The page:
new agricultural gradient pursuing to potentially change the status of farming communities in Ethiopia is about to take upshots. A reform package in the sector comes with policy-based remedies to fundamentally alter the agriculture sector where the long-existed land tenure system is about to be brushed up.
While a short, medium- and long-term plans in the making, the establishment of shareholding farms, cooperative banks and insurances are to be introduced to Ethiopia’s agriculture sector. Well informed sources with the Ministry of Agriculture have revealed to The ReporterMagazine that a new policy document has been drafted detailing the government’s intentions for the sector in the coming ten years period. The process is basically part of a reform package Prime Minister Abiy Ahmed (PhD) has introduced and keenly employing in major sectors of the economy.
The major goings-on that are thought to transform the sector hangs around changing existing laws and procedures to allow farmers, pastoralists and potential private investors interested in large scale commercial farms that will swing the current rural land tenure system into a shareholding base.
Doing that alleged and lets farmers to transfer their farm lands and related properties to third parties and a legal system will be created to back farmers exercise these rights. The sources have indicated that the government plans to implement shareholding farms as long-term targets enforecable within the coming 10 years.
Within the scope of 10 years, farmers will not only have shareholding rights on their farms. They will be legalized to set up financial institutions that will allot and provide resources to their needs through cooperatives. Pastoralists will also be brought into this system.
However, prior to the system that governs shareholding farms brought into practice, the government intends to launch an integrated rural land management policy and planning. Here, new land valuation and land consolidation systems and legal frameworkswill be put into actionand assources claim, the job has already begun.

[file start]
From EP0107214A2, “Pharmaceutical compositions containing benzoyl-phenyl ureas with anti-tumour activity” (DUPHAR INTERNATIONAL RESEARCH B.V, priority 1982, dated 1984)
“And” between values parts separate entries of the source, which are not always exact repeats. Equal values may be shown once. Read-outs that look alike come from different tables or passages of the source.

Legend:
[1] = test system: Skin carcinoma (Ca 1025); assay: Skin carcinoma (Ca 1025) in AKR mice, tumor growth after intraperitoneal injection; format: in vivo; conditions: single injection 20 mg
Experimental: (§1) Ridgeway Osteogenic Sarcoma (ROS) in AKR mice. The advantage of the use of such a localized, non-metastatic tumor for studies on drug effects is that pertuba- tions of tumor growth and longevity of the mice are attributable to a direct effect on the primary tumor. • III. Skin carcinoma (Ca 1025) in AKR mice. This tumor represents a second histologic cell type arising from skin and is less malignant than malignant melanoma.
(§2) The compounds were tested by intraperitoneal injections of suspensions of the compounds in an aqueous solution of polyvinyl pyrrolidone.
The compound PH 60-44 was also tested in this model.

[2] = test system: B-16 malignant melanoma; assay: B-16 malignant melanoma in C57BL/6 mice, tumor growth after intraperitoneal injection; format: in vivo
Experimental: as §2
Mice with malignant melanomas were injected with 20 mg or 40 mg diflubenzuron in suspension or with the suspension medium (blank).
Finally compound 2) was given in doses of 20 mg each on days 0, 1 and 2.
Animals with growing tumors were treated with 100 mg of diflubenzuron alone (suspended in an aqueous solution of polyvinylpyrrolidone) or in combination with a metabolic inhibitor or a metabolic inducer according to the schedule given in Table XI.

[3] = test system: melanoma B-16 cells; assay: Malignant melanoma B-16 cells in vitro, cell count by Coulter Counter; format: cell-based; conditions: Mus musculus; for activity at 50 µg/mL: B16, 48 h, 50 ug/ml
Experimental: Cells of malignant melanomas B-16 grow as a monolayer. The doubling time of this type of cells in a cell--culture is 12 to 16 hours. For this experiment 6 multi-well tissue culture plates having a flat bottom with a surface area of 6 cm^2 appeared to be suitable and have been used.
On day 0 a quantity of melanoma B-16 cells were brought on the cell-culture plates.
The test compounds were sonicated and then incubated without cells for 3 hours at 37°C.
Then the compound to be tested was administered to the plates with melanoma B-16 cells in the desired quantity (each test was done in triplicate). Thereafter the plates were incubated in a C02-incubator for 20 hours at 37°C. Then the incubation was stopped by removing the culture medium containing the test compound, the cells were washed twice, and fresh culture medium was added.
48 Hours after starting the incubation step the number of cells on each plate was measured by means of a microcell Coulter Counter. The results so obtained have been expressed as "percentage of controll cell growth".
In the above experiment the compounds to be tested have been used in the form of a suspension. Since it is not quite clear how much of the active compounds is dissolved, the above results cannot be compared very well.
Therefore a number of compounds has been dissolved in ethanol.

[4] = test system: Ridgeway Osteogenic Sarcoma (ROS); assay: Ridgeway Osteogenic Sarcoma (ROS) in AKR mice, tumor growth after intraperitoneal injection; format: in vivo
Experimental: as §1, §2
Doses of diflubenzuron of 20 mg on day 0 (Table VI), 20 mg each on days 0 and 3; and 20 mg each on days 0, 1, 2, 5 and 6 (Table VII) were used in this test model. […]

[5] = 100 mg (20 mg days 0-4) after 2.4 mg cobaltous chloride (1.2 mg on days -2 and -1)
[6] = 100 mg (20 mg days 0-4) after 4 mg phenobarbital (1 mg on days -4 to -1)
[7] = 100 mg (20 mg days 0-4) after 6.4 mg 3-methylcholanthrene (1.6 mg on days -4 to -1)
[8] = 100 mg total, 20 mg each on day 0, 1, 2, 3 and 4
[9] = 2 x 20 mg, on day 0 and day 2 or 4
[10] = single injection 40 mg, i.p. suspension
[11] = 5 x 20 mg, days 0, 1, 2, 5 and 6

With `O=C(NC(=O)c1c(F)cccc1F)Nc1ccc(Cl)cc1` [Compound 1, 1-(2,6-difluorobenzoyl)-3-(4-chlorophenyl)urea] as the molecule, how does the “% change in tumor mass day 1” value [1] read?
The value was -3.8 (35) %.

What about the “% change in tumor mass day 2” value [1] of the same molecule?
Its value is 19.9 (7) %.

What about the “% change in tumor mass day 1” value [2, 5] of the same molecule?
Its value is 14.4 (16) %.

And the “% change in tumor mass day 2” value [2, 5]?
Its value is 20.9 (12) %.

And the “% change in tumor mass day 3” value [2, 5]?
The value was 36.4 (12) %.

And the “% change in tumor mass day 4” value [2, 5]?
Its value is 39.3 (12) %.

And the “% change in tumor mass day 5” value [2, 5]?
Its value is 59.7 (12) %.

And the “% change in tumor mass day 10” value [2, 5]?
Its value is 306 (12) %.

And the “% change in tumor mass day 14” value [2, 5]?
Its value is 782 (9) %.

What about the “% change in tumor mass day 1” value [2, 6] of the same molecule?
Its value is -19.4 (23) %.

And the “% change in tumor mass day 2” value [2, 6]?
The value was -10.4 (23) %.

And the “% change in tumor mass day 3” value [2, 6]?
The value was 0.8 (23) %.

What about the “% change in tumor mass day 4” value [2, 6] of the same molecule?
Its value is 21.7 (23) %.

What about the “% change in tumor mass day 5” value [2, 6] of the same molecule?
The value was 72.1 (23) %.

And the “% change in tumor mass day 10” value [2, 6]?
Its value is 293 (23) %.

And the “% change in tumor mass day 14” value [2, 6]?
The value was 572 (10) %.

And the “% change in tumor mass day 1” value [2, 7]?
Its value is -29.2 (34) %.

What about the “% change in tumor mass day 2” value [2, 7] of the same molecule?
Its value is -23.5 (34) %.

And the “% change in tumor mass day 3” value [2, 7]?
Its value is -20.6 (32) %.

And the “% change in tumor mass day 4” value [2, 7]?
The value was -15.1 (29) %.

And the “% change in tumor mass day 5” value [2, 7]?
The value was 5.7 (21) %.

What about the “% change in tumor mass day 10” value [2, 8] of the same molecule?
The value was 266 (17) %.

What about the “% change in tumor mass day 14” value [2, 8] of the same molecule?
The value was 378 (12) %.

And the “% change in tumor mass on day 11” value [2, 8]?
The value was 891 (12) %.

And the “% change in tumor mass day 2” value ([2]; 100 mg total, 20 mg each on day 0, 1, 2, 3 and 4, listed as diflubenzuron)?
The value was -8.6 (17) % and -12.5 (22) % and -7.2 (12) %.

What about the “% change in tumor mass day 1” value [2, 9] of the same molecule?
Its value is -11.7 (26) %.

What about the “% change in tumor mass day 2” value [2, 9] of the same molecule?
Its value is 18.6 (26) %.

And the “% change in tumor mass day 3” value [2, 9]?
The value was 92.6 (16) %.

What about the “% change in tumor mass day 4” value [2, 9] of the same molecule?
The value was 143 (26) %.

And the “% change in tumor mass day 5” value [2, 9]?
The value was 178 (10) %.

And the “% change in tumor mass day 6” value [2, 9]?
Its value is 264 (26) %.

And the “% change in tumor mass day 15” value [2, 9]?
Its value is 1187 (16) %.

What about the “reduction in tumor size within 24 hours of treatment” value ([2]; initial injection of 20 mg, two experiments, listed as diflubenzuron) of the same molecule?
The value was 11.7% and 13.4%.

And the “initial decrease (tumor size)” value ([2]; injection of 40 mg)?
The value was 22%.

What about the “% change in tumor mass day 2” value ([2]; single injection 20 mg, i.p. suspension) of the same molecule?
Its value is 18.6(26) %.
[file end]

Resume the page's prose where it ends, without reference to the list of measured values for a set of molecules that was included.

It has become clear that the government is contemplating to embark on a short, medium- and long-term period reform packages for the agriculture sector that are basically identified to take effect beginning from one year to ten years. The short-term targets are set to be executed in one-yeartime, medium ones rolling in five years and the long-term targets will be winding up in ten years.
So much so is going on within the Ministry of Agriculture that some high-level officials approached by The ReporterMagazine for official interview have declined or were not willing to give details. While others declined to be mentioned, have suggested that such reports shouldn’t be published, telling the policy document being at its infancy and discussions are ongoing. the anonymous official tries to dictate “once the policy is ready, it will be made public and media will be given access”.
However, for DemisChanyalew (PhD), a senior agroeconomic expert who, apart from his academic and expertise roles, usually participates in high level policy discussions and advisory skills,the new policy that signaled to alter the agricultural land system he says is not a surprise. In fact, Demis argues that since 2008 he was recommending to the government’s policy makers to introduce such systems.
According to the veteran economist, farmers should be given all opportunities thoroughly including guarantying their farm lands. He advocates, farmers should be left to become entrepreneurs and their own decision makers. He decisively challenged the government long ago stressing the need to have smaller holder farmers to have access for investments and should also be considered as “potential investors” they have resources at hand, such as land and labor. “Farmers need to organize themselves to become investors or may need to demand t be considered as shareholders in investment ventures coming to their vicinities”.
Adding further the economist beefs up his ideas quoting from his extensively written book: “Ethiopia’s indigenous policy and growth: agriculture, pastoral and rural development”, and says:“if farmers are becoming entrepreneurial and understand the investment environ, then they should also need to be considered and let be organized as corporate investors or become shareholders on basis of what they could contribute from the landholding rights they might have”. The government needs to be more proactive and “shouldn’t necessarily politicize policies”, Demis said. Hence, he alludes the government’s initiatives and yet advises the government not to backslide with the plans it has drafted.
In fact, the government has become more proactive towards agriculture and has started to incentivize the sector. Duty free privileges for machineries, excise tax exemption for brand new tractors and combines are in the making.